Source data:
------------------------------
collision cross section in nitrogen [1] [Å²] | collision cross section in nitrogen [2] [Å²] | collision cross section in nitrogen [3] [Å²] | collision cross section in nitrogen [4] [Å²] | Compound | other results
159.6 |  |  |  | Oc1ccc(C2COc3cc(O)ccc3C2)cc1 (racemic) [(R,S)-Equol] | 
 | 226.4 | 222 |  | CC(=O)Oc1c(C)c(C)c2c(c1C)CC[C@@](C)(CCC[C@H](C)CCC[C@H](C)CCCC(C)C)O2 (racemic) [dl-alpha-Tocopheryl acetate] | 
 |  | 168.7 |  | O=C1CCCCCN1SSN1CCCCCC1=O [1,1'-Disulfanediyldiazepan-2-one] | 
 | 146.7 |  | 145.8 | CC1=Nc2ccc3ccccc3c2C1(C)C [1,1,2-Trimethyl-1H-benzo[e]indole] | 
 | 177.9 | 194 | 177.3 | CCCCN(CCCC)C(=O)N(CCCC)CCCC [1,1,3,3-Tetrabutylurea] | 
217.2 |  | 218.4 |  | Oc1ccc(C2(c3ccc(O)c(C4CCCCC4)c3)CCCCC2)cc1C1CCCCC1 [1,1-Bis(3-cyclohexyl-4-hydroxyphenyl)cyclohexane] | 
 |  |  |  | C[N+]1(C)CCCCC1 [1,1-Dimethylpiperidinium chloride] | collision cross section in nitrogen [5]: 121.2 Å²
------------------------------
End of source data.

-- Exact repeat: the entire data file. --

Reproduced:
collision cross section in nitrogen [1] [Å²] | collision cross section in nitrogen [2] [Å²] | collision cross section in nitrogen [3] [Å²] | collision cross section in nitrogen [4] [Å²] | Compound | other results
159.6 |  |  |  | Oc1ccc(C2COc3cc(O)ccc3C2)cc1 (racemic) [(R,S)-Equol] | 
 | 226.4 | 222 |  | CC(=O)Oc1c(C)c(C)c2c(c1C)CC[C@@](C)(CCC[C@H](C)CCC[C@H](C)CCCC(C)C)O2 (racemic) [dl-alpha-Tocopheryl acetate] | 
 |  | 168.7 |  | O=C1CCCCCN1SSN1CCCCCC1=O [1,1'-Disulfanediyldiazepan-2-one] | 
 | 146.7 |  | 145.8 | CC1=Nc2ccc3ccccc3c2C1(C)C [1,1,2-Trimethyl-1H-benzo[e]indole] | 
 | 177.9 | 194 | 177.3 | CCCCN(CCCC)C(=O)N(CCCC)CCCC [1,1,3,3-Tetrabutylurea] | 
217.2 |  | 218.4 |  | Oc1ccc(C2(c3ccc(O)c(C4CCCCC4)c3)CCCCC2)cc1C1CCCCC1 [1,1-Bis(3-cyclohexyl-4-hydroxyphenyl)cyclohexane] | 
 |  |  |  | C[N+]1(C)CCCCC1 [1,1-Dimethylpiperidinium chloride] | collision cross section in nitrogen [5]: 121.2 Å²